• Actually gaming in virtual machines is quite popular. Xen pass-through enables the use of bare metal hardware for a VM. It is a Linux kernel module and header. VMware Workstation soars in this category meanwhile the differences become more and more magnified. Virtualbox just chokes on Xen. At this point it is like running the virtualized OS on bare metal meanwhile still sandboxing the main OS from the virtualized one. Take a snapshot of Windows and if it gets a virus or gobbled up, simply re-load said snapshot. It takes like 30 seconds whereas installing windows takes a considerable amount of time.

          USB support is amazing too... I just have no hope for V-box anymore...

          I am not sure if VMware Player can do it as I own Workstation 10 and it runs fantastically. The extra step of booting everything up makes it well worth the time it takes by far.

          Don't get me wrong but it seems a lot of FOSS seems doomed except for the exceptionally rare like the Linux kernel or Gnome 3.12... Firefox is incredible too. I feel it is quintessential to also note that gaming in a virtual environment takes the fear out of being hacked for companies.

    3. Why are you so miserly, making processors available to the guests? At least in VirtualBox, the number of processors defines the maximum number of virtual cores usable by the guest. I always provide 4 (of totally 8), even running more than one guest. The benchmarks utilize multiple threads. Could providing more processors impact the results?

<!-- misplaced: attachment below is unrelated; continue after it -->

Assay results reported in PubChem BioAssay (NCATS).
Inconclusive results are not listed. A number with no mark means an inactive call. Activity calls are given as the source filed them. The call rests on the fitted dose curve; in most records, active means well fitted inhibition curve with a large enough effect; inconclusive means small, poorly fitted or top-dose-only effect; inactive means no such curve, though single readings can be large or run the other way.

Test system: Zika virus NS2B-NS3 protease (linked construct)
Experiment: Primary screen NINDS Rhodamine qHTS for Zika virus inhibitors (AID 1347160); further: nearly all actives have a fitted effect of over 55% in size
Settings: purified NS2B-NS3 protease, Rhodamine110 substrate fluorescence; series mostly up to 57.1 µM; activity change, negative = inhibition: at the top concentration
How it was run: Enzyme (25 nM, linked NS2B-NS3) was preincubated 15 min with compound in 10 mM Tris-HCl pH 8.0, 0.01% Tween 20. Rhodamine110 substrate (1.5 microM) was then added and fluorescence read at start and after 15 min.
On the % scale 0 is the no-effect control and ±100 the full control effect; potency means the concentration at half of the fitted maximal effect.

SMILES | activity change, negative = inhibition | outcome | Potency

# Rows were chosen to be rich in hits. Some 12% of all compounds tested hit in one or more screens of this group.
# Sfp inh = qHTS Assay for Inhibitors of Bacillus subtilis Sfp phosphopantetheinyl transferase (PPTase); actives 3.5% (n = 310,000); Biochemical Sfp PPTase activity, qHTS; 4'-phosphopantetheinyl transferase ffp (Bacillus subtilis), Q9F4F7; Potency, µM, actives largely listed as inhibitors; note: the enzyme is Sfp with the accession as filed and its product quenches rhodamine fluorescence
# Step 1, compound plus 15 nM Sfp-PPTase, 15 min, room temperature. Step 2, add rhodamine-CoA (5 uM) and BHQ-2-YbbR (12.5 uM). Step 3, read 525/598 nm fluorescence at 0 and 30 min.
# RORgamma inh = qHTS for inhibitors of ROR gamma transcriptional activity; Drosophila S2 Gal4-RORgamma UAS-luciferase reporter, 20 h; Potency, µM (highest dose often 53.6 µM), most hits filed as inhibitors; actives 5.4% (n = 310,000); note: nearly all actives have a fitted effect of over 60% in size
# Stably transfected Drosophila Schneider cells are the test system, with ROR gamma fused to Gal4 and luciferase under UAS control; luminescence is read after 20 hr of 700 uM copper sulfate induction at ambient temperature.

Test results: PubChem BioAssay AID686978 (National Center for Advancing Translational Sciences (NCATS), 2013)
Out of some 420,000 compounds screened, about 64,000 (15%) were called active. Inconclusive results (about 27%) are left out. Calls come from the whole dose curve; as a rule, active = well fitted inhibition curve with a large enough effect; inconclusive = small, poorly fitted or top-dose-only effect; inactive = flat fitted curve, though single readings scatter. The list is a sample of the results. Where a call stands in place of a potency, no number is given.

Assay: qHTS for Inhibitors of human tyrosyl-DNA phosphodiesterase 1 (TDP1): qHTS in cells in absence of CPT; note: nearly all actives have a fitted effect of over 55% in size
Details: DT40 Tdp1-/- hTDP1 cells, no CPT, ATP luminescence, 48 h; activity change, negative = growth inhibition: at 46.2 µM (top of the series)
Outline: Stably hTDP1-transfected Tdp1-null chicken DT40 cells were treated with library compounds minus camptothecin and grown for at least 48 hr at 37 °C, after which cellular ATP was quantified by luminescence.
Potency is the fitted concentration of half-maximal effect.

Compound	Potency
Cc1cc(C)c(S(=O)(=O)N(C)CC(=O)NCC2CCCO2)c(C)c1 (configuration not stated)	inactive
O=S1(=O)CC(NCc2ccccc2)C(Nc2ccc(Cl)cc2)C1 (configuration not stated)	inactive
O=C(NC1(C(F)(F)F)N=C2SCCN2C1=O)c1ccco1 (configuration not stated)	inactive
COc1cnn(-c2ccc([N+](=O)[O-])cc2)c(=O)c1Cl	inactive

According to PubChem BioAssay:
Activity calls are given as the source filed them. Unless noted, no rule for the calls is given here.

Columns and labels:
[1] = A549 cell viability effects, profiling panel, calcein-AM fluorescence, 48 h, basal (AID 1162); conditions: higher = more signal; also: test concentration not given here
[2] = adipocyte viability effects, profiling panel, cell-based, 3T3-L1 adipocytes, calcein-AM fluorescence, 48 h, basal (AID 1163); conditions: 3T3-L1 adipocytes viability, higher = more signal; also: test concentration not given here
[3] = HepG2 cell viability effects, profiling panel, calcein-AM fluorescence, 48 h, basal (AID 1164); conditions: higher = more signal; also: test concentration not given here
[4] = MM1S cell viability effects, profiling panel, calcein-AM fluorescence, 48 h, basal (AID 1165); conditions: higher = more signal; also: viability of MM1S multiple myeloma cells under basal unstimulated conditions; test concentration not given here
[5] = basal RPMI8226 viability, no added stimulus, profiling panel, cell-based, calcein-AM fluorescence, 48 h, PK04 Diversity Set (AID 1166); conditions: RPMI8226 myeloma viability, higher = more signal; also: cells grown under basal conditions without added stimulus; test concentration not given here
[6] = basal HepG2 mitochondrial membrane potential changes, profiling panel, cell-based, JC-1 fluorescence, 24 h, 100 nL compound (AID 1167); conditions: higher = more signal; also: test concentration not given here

4. I am able to capture h.264 video with vmware (with spec USB 3.0). Virtual box seems can only enumerate USB 1-1 devices which is far from being useful.

    5. Nice article. Not just some meaningless screenshots about what the products look like, some real meat here.
      Thanks

    6. Why don't they update their VM players to include USB2.0. It's a pain to go shopping for an extension pack, and even a bigger pain to download it. Too many gotyas.

    7. You didnt say what was the host OS. Maybe Windows host vs Linux host would be interesting comparision.

    8. On a couple of the disk tests, it seems the speed of disk itself is the limiting factor. I'd love to see the CPU usage when doing those operations. that would probably be the easiest way to get results that would correlate to real-world I/O performance without having to blow $500 on a hyper-fast SSD.

      Keep up the good work!